The bridge located on County Road 277 was destroyed by flood waters April 10.
Southern District Commissioner John Wrenfrow said the bridge, which is heavily used, collapsed in the middle due to flooding.
"Eighty foot of the old bridge was demolished. There was what I call blue gumbo mud under the bridge. We took all the old concrete out of the old bridge and went down to where there was solid rock," he said.
The work was done by Burk Construction of Thayer, Carl and Sons of Thayer and Thayer Redi Mix.
Six, 36-inch culverts now replace the two-foot, 20-inch culverts that were there before.
The Federal Emergency Management Agency (FEMA) paid for 80 feet, $82,000, of the 190 foot bridge. The county will foot the bill for the rest of the cost of the new bridge. Oregon County Presiding Commissioner Leo Warren said he doesn't have a final cost of the bridge project because all the bills are not in yet.
Before the bridge collapsed it was 17-feet wide and now it is 24-feet wide.
"This will help people save on fuel and time. They were having to go a ways out of their way; this is a good cut-through road for people in this end of the county," Wrenfrow said.
There is one FEMA project left and it is ditch work on County Road 223. All FEMA projects have to be complete before the county can receive their 15 percent of funds from State Emergency Management Agency (SEMA).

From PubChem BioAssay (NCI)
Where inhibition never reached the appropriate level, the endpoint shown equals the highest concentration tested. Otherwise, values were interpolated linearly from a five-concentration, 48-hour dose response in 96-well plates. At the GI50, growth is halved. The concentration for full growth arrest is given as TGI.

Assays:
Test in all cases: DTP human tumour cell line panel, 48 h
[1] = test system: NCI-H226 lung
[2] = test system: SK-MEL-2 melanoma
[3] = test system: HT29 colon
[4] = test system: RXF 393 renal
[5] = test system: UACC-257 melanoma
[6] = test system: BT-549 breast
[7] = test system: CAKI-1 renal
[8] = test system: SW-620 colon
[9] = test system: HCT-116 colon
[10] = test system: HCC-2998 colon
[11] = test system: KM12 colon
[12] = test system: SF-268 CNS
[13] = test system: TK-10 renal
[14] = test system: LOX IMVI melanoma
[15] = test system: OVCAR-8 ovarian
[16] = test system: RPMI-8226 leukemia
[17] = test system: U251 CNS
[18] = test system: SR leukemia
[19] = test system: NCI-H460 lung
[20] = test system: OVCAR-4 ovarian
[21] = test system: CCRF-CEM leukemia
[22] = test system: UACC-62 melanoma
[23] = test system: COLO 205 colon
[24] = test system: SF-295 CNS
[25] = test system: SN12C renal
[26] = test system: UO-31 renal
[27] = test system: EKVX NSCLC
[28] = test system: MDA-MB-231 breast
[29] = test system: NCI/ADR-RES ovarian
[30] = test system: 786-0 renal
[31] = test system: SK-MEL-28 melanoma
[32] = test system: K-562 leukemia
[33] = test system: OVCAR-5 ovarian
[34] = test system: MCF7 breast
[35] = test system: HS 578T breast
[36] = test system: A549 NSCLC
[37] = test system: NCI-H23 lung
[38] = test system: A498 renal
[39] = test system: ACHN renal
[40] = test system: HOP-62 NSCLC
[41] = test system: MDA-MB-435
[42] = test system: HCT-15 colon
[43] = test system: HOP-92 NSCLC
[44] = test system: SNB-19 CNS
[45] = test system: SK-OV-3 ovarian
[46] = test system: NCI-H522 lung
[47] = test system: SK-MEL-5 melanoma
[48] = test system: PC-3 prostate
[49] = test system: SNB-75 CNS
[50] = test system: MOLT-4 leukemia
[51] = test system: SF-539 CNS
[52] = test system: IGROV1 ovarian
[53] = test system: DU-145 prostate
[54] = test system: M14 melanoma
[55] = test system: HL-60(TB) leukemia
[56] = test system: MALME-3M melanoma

"The public has been patient and we have had a lot of comments from people happy with the new bridge," Wrenfrow said.
"Thayer Redi Mix has been proud to be a small part of this project. This will help tie the community back together," Travis Morrison, owner of Thayer Redi Mix, said.
"We're glad FEMA was able to help put this bridge back the way it should be. We hope the community likes the work done here. Big John did a good job," Warren said.
He said one of the reasons the Mill Creek Bridge project took so long is because Oregon County was one of the last counties in the state FEMA served after the spring flooding.
Wrenfrow said it took a month to get a report from the engineer and then it took another month to get a permit from the Corp of Engineers.
Now that all the flood projects are near completion, county employees can get back in their normal routine of grading the county roads. "We are about a month behind with our grading this summer due to having to work on flooding problems. It may take us a little bit longer this year, but we will get our county roads graded," Wrenfrow said.